December 05, 2019
3 min read

Location linked to likelihood of receiving high-cost drugs for advanced lung cancer

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Cathy Bradley
Cathy J. Bradley

Patients with a primary diagnosis of metastatic non-small cell lung cancer appeared more likely to receive newer, high-cost antineoplastic agents at NCI-designated facilities compared with other settings, according to results of a retrospective observational study published in Journal of the National Cancer Institute.

Those who lived in high-poverty areas appeared less likely to receive the high-cost drugs, researchers found.

“Costs of new cancer drugs are escalating well beyond reach for many patients — even for those who are insured,” Cathy J. Bradley, PhD, associate dean for research at Colorado School of Public Health and deputy director of University of Colorado Cancer Center, told Healio. “We were interested in whether agents that cost more than $5,000 per month would widen disparities in cancer outcomes between patients who are disadvantaged either by income, residence or access to specialty care compared with those who are not.”

Bradley and colleagues analyzed SEER-Medicare data on 10,655 patients aged 66 years and older who were enrolled in fee-for-service Medicare Part D and treated with an antineoplastic agent for a first primary diagnosis of advanced-stage NSCLC between 2007 and 2015. Researchers defined high-cost agents as those costing $5,000 or more per month.

Independent variables included race/ethnicity, urban or rural residency, census tract poverty and type of treatment facility. Follow-up was 1 year after the month of cancer diagnosis.

The average overall monthly cost of drugs during the study period was $13,029 (standard deviation, $10,201). Median OS was 1 year; 60% of patients died during the observation period.

Factors associated with a greater likelihood of receiving high-cost agents included female sex, white non-Hispanic race, residence in urban areas or counties with less than 20% of the population below the poverty level, and fewer comorbid conditions.

Marginal effects of logistical models showed patients who resided in high-poverty vs. low-poverty areas appeared four percentage points less likely to be treated with high-cost agents (two-sided P < .001). Patients not treated at NCI-designated cancer centers appeared 9.5 percentage points less likely to receive high-cost agents than those treated at such centers (P < .001), whereas those who resided in an area without vs. with a medical school-affiliated hospital appeared 4.2 percentage points less likely (P = .002).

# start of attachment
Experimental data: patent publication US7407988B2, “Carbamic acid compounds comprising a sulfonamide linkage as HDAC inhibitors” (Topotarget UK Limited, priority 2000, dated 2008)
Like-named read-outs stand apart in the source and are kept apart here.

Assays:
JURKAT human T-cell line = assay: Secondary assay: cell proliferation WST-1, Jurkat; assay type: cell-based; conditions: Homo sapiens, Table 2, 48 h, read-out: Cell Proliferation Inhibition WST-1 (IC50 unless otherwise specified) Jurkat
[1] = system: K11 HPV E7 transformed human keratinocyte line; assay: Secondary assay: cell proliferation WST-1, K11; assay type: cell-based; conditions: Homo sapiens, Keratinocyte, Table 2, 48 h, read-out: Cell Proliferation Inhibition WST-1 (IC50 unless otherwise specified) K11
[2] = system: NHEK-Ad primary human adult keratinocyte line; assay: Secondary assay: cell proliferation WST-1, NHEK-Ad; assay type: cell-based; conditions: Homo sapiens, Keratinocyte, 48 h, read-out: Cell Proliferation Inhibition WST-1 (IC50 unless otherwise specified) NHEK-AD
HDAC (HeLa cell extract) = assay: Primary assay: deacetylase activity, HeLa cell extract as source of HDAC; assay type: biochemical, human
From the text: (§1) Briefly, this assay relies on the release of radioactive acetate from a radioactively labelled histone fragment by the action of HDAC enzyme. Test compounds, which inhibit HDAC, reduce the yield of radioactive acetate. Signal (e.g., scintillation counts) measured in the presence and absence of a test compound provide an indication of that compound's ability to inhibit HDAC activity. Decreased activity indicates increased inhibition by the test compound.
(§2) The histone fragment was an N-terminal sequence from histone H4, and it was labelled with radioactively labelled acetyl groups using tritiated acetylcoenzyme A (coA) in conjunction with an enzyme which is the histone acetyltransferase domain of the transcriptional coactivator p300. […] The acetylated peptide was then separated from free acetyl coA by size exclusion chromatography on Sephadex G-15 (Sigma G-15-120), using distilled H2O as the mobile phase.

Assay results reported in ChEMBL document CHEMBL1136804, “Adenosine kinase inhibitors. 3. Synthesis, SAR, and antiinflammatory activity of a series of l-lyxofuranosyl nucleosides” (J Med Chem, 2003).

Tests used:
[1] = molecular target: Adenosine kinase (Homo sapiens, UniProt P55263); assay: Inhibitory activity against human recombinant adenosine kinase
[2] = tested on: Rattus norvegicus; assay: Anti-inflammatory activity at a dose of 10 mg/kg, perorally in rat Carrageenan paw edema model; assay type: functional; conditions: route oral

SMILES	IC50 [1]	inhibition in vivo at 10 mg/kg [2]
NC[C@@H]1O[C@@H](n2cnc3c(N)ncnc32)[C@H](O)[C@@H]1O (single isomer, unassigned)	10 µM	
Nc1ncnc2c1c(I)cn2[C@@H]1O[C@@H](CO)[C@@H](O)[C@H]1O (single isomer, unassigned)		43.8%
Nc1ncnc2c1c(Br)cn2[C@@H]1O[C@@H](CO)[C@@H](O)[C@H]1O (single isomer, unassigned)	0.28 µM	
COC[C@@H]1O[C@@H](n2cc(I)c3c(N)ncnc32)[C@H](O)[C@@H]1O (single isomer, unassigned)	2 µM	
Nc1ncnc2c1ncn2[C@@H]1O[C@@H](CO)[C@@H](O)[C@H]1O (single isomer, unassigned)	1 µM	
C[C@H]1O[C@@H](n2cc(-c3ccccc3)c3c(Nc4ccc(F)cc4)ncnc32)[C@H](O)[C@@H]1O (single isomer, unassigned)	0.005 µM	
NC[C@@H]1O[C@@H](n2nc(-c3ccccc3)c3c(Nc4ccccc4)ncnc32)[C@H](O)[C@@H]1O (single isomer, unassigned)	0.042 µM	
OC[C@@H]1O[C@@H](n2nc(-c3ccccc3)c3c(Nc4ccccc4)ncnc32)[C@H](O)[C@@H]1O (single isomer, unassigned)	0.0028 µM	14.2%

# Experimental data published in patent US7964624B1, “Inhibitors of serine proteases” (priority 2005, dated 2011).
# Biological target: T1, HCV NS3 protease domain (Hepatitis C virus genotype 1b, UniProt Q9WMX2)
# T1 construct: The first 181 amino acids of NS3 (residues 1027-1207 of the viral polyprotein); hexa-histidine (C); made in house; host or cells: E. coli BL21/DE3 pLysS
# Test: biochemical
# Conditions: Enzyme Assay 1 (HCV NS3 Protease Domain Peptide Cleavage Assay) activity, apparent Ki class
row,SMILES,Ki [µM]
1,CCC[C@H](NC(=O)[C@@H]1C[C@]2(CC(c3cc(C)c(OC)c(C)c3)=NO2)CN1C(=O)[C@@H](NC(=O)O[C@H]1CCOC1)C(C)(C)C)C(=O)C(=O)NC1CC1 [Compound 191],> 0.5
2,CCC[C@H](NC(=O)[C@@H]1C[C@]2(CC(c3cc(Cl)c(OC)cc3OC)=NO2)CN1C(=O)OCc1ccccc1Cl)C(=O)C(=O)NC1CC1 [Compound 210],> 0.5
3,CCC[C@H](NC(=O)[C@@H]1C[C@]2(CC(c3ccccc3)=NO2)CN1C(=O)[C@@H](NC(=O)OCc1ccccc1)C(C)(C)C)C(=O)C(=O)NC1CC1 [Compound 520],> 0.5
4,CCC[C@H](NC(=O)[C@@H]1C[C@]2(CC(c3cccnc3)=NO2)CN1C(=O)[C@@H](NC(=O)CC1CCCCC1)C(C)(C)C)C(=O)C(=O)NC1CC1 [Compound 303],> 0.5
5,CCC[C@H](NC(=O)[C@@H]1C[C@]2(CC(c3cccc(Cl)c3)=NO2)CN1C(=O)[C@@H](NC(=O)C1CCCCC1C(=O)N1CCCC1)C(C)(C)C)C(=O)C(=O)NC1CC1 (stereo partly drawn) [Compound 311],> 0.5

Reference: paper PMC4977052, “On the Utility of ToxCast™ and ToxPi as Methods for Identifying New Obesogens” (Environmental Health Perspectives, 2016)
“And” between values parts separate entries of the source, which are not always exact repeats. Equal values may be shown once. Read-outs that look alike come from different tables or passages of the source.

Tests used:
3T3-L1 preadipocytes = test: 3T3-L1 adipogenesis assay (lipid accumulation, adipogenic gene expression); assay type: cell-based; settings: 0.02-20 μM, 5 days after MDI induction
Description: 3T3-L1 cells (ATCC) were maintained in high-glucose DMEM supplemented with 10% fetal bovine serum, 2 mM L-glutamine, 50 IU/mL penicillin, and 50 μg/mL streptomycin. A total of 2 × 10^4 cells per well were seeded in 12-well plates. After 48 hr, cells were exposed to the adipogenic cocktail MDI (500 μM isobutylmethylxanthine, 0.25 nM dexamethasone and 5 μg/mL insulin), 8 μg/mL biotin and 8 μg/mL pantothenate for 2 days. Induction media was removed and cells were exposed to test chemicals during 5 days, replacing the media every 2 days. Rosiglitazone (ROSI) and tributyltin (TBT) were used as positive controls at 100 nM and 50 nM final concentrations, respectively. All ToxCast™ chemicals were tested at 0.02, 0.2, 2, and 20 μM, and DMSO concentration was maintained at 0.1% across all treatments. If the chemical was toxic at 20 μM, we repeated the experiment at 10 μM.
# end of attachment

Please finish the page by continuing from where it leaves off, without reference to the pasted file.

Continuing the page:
Researchers observed a 27 percentage-point increase (two-sided P < .001) from 2007 to 2015 in the likelihood of treatment with a high-cost agent, which highlights the rapid change in practice patterns, according to the researchers.


Medicare spending for patients who received high-cost agents within 1 year of diagnosis was $93,953 compared with $58,880 for those who did not receive high-cost agents (P < .001).

A smaller percentage of patients in rural vs. urban areas (60.4% vs. 67.8%) received high-cost agents. Medicare spending within 1 year of diagnosis was about $17,000 lower per patient among those residing in rural vs. urban areas.

The researchers reported several study limitations, including the exclusion of novel agents approved beyond 2015 and a lack of data on patients’ preferences, functional status and quality of life, as well as adverse events and morbidity associated with treatment. They also acknowledged that the study’s elimination of patients who did not receive antineoplastic agents resulted in the disproportionate exclusion of those who resided in rural or low-poverty areas.

“Although we did not study the appropriateness of care, the findings suggest that a research-oriented facility more readily embraces new therapies — perhaps because they are more familiar with use and how to manage side effects,” Bradley told Healio. “In addition, many of the medications prescribed require biomarker testing, which may not be available in some settings.

“We would like to examine in future research whether biomarker testing occurred and if medications were prescribed when indicated through biomarker testing, and whether these prescribing patterns differed by setting and patient characteristics,” Bradley said. “We are also interested in whether outcomes differed between patients who received the high-cost agents relative to those who did not.” – by Jennifer Southall

For more information:

Cathy J. Bradley, PhD, can be reached at University of Colorado Comprehensive Cancer Center, 13001 E. 17th Place, B119, Bldg. 500, Room N6203L, Aurora, CO 80045; email:

Disclosures: NCI funded the study. Bradley reports no relevant financial disclosures. Please see the study for all other authors’ relevant financial disclosures.